KEYES: Zahra, when people call your organization to inquire about being treated poorly, what do you suggest they do?

Ms. BILLOO: Well, so, a couple things. One, we always suggest that people comply with all posted rules and always arrive early because that thought process of, do I let this fly or do I assert my rights at the border requires a comfortable place in line. So, first and foremost, if you're worried about missing your flight and then trying to assert your rights, you're going to upset everyone, right?

But also, it's important to sort of know the rules, know the procedure and know your rights before going in and then make that decision. If you're going to assert your rights, do so confidently. And if you feel as though your rights are violated or if you're mistreated, it's really important to file complaints with the TSA. They have supervisors on site who you can always ask to speak with.

But the reason that it's important to file a complaint is because, you know, the TSA is conducting its own field studies in which they're showing, for example, that a lot of Americans don't have a problem with this. And they're doing that based on the number of complaints they're receiving.

And so, if people who are upset, if people, you know, don't like being patted down invasively, don't like the idea of being forced to go into this body scanner, are going on the record saying we object, then we build that data that says, you know, Americans are not okay with giving up their Fourth Amendment rights. Be it because they fit a racial or religious profile or even as a larger community.

KEYES: And we should stress that this is everyone or not - well, everyone, not just people of color that have been complaining about this. Zahra, is the only choice not to travel?

Ms. BILLOO: No. I don't think so at all. I mean I think that it's, you know, know which airports treat customers in a certain way and then pick your airports accordingly. And, you know, I'll give you an example. I flew a round trip through California last week and had no problems at either airports. Both airports I got there with enough time, I asserted my rights. And, you know, the TSA officers that were on duty were willing to comply and were, you know, accommodating and friendly.

KEYES: Dr. Bell, why do you think the media hasn't been so frantic about previous stories of other instances of invasive searching or profiling?

Dr. BELL: Well, you know, everybody's concerned about security. Everybody's concerned about terrorism. So Americans are trying to be a bit more forgiving. Personally, when I go through airports and I travel a lot, I find it extremely stressful, distasteful and just - because, you know, somebody's going to say the wrong thing. I'm going to say the wrong thing and we're going to have a real serious problem, which I don't need.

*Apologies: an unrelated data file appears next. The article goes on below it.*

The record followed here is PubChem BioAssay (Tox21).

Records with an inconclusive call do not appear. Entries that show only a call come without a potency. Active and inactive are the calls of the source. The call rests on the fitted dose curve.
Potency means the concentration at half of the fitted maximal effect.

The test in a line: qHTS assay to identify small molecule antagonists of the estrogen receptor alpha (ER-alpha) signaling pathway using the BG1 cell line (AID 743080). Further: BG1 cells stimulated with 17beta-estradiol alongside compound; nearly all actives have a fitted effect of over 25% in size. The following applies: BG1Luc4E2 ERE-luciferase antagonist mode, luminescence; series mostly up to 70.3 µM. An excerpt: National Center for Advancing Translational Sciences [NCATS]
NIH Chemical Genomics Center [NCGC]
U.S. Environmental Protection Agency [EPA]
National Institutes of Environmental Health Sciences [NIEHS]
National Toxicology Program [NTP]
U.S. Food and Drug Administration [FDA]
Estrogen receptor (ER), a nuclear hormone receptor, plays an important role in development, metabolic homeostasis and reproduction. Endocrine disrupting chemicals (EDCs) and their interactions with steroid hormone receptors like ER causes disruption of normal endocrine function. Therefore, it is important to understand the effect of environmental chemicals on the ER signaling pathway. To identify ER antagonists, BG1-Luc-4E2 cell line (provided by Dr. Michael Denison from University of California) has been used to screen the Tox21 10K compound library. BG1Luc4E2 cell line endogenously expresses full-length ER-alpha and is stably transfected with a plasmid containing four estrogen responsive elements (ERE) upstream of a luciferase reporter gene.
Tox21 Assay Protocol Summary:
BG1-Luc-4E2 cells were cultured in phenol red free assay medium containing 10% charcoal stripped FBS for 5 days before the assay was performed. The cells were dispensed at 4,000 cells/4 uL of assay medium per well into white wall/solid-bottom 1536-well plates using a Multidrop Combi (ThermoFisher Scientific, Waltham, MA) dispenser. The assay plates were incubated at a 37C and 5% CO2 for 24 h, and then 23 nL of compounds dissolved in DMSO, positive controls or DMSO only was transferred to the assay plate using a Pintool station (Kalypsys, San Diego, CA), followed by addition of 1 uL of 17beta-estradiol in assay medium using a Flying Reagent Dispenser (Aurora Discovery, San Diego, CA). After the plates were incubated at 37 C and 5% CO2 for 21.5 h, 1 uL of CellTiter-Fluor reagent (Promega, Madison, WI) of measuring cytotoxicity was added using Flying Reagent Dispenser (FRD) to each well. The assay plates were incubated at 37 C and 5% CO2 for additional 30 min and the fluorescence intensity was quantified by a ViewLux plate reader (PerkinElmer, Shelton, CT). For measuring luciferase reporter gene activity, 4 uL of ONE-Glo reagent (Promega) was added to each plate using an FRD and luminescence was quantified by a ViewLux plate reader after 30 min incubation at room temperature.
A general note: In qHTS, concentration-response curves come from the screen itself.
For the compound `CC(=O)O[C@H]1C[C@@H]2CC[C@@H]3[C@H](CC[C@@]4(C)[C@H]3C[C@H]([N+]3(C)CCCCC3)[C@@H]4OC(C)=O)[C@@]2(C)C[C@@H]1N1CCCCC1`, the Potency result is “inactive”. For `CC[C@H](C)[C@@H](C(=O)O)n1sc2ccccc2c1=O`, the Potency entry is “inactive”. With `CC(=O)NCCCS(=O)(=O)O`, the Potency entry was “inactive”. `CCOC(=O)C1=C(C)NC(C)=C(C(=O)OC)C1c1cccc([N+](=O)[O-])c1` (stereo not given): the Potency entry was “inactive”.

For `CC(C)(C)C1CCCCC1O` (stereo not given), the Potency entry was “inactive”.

(Soundbite of laughter)

KEYES: Oh, no. OK.

Dr. BELL: Oh, yeah.

KEYES: We've got to end it there. We're out of time. The entire body scanners are currently in about 70 of the 450 airports in the U.S. Dr. Carl Bell is president and CEO of Community Mental Health Council. He joined us from member station WBEZ in Chicago. And Zahra Billoo is executive director of CAIR in California's San Francisco Bay Area. Thank you both for your time and for your thoughts.

Dr. BELL: Thank you.

Ms. BILLOO: Thank you for having us.

KEYES: Remember, at TELL ME MORE the conversation never ends. And now we'd like to hear from you. Tell us your story. Have you found yourself subject to questionable stop and frisk procedures by TSA airport staff? Did you feel your personal space had been violated? Or do you think the search measures, however intimate they may be, are a small price to pay for keeping the country safe?

To tell us more, you can call the TELL ME MORE comment line at 202-842-3522. That's 202-842-3522. Remember to leave your name. You can also log onto the website. Go to npr.org, click on Programs, then on TELL ME MORE and blog it out.

Copyright © 2010 NPR. All rights reserved. No quotes from the materials contained herein may be used in any media without attribution to NPR. This transcript is provided for personal, noncommercial use only, pursuant to our Terms of Use. Any other use requires NPR's prior permission. Visit our permissions page for further information.

NPR transcripts are created on a rush deadline by a contractor for NPR, and accuracy and availability may vary. This text may not be in its final form and may be updated or revised in the future. Please be aware that the authoritative record of NPR's programming is the audio.

Comments

 

Please keep your community civil. All comments must follow the NPR.org Community rules and terms of use, and will be moderated prior to posting. NPR reserves the right to use the comments we receive, in whole or in part, and to use the commenter's name and location, in any medium. See also the Terms of Use, Privacy Policy and Community FAQ.